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Ray v. Vasquez

United States District Court, E.D. California

November 21, 2019

EDWARD VINCENT RAY, JR., Petitioner,
v.
P.L. VASQUEZ, Warden, Respondent.

          ORDER ADOPTING FINDINGS AND RECOMMENDATIONS (DOC. NO. 11) ORDER DISMISSING PETITION FOR WRIT OF HABEAS CORPUS ORDER DIRECTING CLERK OF COURT TO ENTER JUDGMENT AND CLOSE CASE ORDER DECLINING TO ISSUE CERTIFICATE OF APPEALABILITY

         Petitioner is a state prisoner proceeding in propria persona with a petition for writ of habeas corpus pursuant to 28 U.S.C. § 2254. On May 30, 2019, the Magistrate Judge assigned to the case issued Findings and Recommendation to summarily dismiss the petition for failure to state a cognizable ground for relief. (Doc. No. 11.) This Findings and Recommendation was served upon all parties and contained notice that any objections were to be filed within thirty (30) days from the date of service of that order. Petitioner was granted two extensions of time and filed his objections on August 30, 2019. (Doc. No. 16.)

         In accordance with the provisions of 28 U.S.C. § 636 (b)(1)(C), the Court has conducted a de novo review of the case. Having carefully reviewed the entire file, including Petitioner's objections, the Court concludes that the Magistrate Judge's Findings and Recommendation is supported by the record and proper analysis. Petitioner's objections present no grounds for questioning the Magistrate Judge's analysis.

         In addition to challenging the Magistrate Judge's determinations, Petitioner presents additional claims in his objections concerning the underlying conviction and sentence. He claims that he is actually innocent, that the jury was unreasonable and biased, and that his sentence constitutes cruel and unusual punishment. The Court notes that Petitioner has already sought relief on these claims in a petition for writ of habeas corpus filed in the Central District of California. See Ray v. Cate, Case No. 4:10-cv-01582-YGR (C.D. Cal. 2013).[1] The district court denied the petition on the merits on June 6, 2013. Id. Any challenge to the underlying conviction and sentence is therefore successive and must be dismissed. See 28 U.S.C. § 2244(b).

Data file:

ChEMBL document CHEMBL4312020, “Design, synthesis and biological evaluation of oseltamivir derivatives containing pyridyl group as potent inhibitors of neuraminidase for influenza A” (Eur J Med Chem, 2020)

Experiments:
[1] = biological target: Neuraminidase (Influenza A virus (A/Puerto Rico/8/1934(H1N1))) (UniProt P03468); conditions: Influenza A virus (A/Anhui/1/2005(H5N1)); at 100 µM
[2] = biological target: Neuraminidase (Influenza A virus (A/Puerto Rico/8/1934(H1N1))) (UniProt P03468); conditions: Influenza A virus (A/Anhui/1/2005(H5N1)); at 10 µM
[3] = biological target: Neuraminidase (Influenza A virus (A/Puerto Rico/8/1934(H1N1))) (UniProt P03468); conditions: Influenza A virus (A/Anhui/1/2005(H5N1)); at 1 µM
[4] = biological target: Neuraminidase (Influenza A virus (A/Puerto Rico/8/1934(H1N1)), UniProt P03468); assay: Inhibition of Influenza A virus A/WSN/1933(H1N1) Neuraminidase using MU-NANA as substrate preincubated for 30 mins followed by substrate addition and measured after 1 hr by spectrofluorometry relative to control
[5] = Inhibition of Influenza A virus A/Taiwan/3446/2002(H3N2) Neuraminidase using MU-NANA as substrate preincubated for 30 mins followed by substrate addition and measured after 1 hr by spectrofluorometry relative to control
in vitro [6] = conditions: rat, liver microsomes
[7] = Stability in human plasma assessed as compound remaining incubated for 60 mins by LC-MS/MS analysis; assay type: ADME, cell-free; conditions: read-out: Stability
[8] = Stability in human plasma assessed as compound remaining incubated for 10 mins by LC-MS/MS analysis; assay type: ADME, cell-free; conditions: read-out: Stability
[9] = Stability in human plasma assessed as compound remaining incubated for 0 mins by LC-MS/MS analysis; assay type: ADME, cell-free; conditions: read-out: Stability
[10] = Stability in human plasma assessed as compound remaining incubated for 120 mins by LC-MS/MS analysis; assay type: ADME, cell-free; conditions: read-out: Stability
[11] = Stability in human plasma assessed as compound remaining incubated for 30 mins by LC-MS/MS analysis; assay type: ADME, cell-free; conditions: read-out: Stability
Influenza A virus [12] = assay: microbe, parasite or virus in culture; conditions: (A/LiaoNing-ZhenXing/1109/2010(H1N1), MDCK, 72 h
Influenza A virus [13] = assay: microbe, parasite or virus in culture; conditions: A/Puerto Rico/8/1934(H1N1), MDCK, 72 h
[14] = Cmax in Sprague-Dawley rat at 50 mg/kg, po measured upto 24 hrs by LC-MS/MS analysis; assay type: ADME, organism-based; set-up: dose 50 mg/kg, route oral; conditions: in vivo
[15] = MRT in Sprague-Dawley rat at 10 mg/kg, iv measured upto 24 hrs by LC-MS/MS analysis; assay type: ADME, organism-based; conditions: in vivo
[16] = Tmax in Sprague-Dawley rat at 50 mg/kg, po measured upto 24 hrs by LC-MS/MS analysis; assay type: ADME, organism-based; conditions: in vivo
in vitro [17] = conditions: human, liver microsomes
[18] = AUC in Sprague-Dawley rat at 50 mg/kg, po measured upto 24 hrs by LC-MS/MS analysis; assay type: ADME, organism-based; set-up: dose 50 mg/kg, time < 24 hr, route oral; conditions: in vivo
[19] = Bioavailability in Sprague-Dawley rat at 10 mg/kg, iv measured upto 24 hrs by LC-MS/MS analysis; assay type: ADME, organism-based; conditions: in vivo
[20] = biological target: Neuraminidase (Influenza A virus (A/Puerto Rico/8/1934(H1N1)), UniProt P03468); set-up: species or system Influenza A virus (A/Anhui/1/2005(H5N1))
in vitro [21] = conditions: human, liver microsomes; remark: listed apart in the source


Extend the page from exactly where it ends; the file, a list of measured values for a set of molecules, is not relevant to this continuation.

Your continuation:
The Court declines to issue a certificate of appealability. A state prisoner seeking a writ of habeas corpus has no absolute entitlement to appeal a district court's denial of his petition, and an appeal is only allowed in certain circumstances. Miller-El v. Cockrell, 537 U.S. 322, 335-336 (2003). The controlling statute in determining whether to issue a certificate of appealability is 28 U.S.C. § 2253, which provides as follows:

(a) In a habeas corpus proceeding or a proceeding under section 2255 before a district judge, the final order shall be subject to review, on appeal, by the court of appeals for the circuit in which the proceeding is held.
(b) There shall be no right of appeal from a final order in a proceeding to test the validity of a warrant to remove to another district or place for commitment or trial a person charged with a criminal offense against the United States, or to test the validity of such person's detention pending removal proceedings.
(c)(1) Unless a circuit justice or judge issues a certificate of appealability, an appeal may not be taken to the court of appeals from-
(A) the final order in a habeas corpus proceeding in which the detention complained of arises out of process issued by a State court; or
(B) the final order in a proceeding under section 2255.
(2) A certificate of appealability may issue under paragraph (1) only if the applicant has made a substantial showing of the denial of a constitutional right.
(3) The certificate of appealability under paragraph (1) shall indicate which specific issue or issues satisfy the showing required by paragraph (2).

         If a court denies a petitioner's petition, the court may only issue a certificate of appealability when a petitioner makes a substantial showing of the denial of a constitutional right. 28 U.S.C. § 2253(c)(2). To make a substantial showing, the petitioner must establish that “reasonable jurists could debate whether (or, for that matter, agree that) the petition should have been resolved in a different manner or that the issues presented were ‘adequate to deserve encouragement to proceed further.'” Slack v. McDaniel 529 U.S. 473, 484 (2000) (quoting Barefoot v. Estelle, 463 U.S. 880, 893 (1983)).

         In the present case, the Court finds that Petitioner has not made the required substantial showing of the denial of a constitutional right to justify the issuance of a certificate of appealability. Reasonable jurists would not find the Court's determination that Petitioner is not entitled to federal habeas corpus relief debatable, wrong, or deserving ...


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